It is said that the artist has been interested in the soap bubbles that appear when washing clothes, and he has engaged in its research for almost 20 years. At the beginning, he covered his body with bubbles people blew. Later he pumped water into these bubbles, and finally, he made bubbles huge enough for him to hide inside. The artist has experienced various different stages: from a “bubblization” of his own body, to the use of his own body as containers for bubbles, and lastly to enter the bubble by himself to experience the life and death moments along with the formation and rupture of a bubble. The last stage- entering the bubbles- has unified all three experiments, as the artist exchanges and shares his breath with the air in the bubbles. A metaphoric, artificial “me” has been created. Because of the semi-transparent plastic film of the bubbles, “my” body is presented as a blurry shadow, which further erases the existence of “me,” transforming “me” into an abstract existence of individuals.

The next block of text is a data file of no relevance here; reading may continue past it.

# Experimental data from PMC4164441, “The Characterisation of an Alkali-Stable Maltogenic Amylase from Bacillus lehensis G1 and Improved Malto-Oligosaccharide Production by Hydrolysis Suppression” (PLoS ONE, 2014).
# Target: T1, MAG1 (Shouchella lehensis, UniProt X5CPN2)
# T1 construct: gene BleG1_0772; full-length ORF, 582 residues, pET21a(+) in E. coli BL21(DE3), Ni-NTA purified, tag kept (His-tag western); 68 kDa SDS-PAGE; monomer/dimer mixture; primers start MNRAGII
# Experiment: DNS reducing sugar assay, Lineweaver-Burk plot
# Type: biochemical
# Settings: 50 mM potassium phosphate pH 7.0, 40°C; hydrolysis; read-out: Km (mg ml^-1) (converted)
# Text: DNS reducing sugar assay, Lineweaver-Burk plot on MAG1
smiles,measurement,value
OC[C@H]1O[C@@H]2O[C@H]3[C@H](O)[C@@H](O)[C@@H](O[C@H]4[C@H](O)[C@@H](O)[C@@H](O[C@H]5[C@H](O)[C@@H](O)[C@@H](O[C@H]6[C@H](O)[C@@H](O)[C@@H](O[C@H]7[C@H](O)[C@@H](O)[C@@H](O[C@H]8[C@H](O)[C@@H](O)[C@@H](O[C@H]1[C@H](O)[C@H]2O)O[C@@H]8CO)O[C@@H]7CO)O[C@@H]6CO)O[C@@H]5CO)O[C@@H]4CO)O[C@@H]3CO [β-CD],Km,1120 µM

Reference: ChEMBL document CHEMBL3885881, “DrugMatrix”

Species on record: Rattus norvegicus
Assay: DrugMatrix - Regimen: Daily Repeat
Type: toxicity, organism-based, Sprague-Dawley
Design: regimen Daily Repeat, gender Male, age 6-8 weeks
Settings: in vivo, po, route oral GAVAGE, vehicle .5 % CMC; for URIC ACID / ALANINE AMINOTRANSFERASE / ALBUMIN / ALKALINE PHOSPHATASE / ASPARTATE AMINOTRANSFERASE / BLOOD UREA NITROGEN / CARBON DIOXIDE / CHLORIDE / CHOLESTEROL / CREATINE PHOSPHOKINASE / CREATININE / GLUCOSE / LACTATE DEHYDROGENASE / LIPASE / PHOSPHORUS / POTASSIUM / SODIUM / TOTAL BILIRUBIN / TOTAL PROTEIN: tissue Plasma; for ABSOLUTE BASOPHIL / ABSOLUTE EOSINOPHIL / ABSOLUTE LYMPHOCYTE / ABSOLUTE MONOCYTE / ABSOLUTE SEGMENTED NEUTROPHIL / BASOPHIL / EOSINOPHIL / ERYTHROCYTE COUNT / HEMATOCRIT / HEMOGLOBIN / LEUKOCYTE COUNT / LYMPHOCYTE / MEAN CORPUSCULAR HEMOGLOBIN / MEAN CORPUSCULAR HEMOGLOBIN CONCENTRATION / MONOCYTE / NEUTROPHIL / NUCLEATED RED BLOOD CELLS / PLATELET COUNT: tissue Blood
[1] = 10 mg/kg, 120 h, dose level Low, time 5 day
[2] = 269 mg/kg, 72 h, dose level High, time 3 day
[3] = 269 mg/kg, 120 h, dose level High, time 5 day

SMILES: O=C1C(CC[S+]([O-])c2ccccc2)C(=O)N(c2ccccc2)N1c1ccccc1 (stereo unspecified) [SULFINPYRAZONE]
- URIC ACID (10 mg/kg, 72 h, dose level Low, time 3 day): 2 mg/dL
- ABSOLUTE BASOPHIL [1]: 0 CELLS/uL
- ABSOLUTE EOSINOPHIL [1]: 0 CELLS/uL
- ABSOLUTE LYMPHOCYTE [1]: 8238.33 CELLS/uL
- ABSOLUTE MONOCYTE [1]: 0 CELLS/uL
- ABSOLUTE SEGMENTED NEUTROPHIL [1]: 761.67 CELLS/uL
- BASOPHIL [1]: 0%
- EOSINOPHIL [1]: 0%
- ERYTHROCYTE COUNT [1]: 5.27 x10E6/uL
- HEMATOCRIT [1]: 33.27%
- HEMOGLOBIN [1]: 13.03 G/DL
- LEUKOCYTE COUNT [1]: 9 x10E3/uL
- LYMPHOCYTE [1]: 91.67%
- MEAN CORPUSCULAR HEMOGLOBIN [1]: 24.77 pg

The artist is exiled to various different temporal and spatial environments, wondering around until his body reaches the limits. The concrete body has experienced air pressure and extreme isolation, while the bubble drifts aimlessly in the vast world is a metaphor of an individual’s living condition within reality. At a specific time and location, “me” inside the bubble is visible in others’ eyes, but any communication is impossible due to the physical isolations of the bubble. Therefore, the work reveals of an individual’s isolated experiences of living in the world, and the sadness and loneliness of social encounters and isolations resonate among us.
This work is a record of one performance of the bubble series, taken at an anonymous pond on the Xiaoxiang Ling (Daliang Mountains, Sichuan). This work differs from other ones in the series is that the artist has shared with other people in their own bubbles breathing and drifting in this place, and therefore, they have experienced and constructed a unique, ephemeral co-existing life experiences and landscape.